A good plan also includes pro forma analysis, which involves calculating financial results with various projections and foreseeable costs. It helps determine the market’s reaction to rising prices and includes budgets and profit margins. Combined with a market study, these types of analyses determine strengths and weaknesses, efficiencies and hard costs — and ultimately if enough money remains to continue operating.

“You analyze your gross revenue at the top, and then you start subtracting your monthly costs. And that goes everywhere from labor to insurance to taxes. A lot of things people don’t think about that are going to be expenses for them. And that all has to come out of your top line. And then you look to see if there’s anything left on the bottom line,” Crothers said.

Freeman and Crothers often see detailed business plans that show expansion opportunities or spark new ideas to increase profit margins with a slight change of direction. They know the process intimidates some people and makes them feel hesitant about branching out on their own.

“There’s a big need (for our services). People need that handholding. People need that one-on-one help. There’s no cookie-cutter approach. Every business is different. Every business needs something else,” Freeman said.


Many of Freeman’s clients are unaware of the community resources that assist with business plans. She always recommends contacting a local technology center’s business and entrepreneurial services, which includes Gordon Cooper Technology Center in Pottawatomie County.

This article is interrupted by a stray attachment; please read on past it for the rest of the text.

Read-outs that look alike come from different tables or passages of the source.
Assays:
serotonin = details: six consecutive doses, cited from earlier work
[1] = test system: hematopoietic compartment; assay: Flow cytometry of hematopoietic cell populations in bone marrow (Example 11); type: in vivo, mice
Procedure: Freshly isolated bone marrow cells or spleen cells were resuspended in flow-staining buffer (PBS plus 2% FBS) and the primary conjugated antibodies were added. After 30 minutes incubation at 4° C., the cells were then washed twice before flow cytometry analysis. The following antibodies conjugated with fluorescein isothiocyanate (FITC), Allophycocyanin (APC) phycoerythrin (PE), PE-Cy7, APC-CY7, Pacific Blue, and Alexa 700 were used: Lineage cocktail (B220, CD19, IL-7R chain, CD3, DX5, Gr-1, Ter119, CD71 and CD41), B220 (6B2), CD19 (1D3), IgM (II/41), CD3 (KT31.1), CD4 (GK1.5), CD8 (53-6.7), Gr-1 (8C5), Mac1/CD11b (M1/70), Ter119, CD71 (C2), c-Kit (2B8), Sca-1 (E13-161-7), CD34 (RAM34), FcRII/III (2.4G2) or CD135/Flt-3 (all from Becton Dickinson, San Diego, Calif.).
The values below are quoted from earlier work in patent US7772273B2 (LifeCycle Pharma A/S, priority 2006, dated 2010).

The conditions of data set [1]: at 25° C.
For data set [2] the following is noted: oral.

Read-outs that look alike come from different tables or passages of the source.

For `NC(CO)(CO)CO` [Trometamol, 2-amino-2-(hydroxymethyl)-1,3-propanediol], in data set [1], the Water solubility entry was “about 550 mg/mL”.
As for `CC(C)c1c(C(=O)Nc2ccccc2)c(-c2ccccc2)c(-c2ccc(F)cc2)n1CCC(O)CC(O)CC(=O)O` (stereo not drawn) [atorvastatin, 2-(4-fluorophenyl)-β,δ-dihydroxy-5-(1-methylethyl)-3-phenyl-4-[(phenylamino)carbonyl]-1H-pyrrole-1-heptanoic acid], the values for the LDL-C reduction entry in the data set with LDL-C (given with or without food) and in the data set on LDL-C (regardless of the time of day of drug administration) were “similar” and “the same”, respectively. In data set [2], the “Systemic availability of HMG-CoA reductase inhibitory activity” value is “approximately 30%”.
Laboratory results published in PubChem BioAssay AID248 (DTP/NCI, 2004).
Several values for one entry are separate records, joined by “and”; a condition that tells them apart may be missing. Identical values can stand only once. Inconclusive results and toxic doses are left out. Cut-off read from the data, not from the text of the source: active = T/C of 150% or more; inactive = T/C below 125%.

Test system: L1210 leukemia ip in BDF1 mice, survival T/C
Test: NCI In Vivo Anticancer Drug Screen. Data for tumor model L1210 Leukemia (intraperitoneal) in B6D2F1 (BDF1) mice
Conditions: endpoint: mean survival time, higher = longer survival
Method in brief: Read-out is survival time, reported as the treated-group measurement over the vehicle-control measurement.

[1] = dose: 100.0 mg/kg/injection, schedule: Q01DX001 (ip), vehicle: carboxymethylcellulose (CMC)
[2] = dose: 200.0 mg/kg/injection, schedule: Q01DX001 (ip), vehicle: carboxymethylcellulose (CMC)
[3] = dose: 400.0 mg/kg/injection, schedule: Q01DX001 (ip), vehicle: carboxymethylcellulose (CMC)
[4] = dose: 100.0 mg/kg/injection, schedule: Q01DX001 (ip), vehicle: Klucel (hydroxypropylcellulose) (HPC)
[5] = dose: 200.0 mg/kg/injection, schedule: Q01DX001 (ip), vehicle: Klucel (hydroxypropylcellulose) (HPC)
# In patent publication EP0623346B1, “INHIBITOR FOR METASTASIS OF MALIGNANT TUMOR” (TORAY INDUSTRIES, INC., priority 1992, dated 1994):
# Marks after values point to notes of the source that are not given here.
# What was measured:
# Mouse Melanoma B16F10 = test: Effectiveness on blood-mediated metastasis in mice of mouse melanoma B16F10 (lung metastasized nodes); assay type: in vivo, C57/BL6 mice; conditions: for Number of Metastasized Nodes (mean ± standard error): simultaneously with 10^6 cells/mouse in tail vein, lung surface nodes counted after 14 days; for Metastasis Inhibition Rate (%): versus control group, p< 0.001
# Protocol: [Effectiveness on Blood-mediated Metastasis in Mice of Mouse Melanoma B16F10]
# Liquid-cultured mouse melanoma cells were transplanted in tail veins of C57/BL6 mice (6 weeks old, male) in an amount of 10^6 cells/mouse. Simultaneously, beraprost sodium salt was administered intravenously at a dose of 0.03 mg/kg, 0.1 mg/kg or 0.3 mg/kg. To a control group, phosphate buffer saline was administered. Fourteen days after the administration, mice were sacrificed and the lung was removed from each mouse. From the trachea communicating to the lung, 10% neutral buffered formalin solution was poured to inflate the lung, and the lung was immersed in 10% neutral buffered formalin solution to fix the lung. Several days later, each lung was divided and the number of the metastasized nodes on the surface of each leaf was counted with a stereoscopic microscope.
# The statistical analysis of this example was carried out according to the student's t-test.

“I say, ‘Don’t just show up. Make an appointment, and you have their undivided attention,’” Freeman said. “If you show up, you get some homework, and you’ll get an appointment to come back because they want to know for sure that you’re serious. Make an appointment. That tells people you’re serious about this. Because making a plan is work.”

Market studies require deep local and regional data about economics, businesses and consumer behavioral patterns. Small business development centers and sometimes public library systems offer access to software that compiles it and has the ability to filter information and project various scenarios. In central Oklahoma, Pioneer Library Systems provides research databases for this purpose and staff assistance at no charge to library members.

“We want CPN tribal members to know that there is help out there,” Freeman said. “And it is pre-paid with their tax dollars most of the time, so they shouldn’t be paying somebody to help with the plan. Our state, all the states, have provided funding for that economic development that they want to see.”

After creating a solid business plan with local resources, clients often come back to Freeman and Crothers to apply for a loan and get approved. The loan officers hope their clients achieve enough success for their relationship to become unnecessary after paying off their balance.

“One of our happiest days is when … a customer says, ‘I’m going to expand. I’d love to come back and borrow some more from you guys, but I can get a better rate at the bank now,’” Crothers said. “Well, that’s when we pop the champagne corks and celebrate. Because we did our job.”

Find more resources for beginning a business plan and learn about the Citizen Potawatomi Community Development Corporation at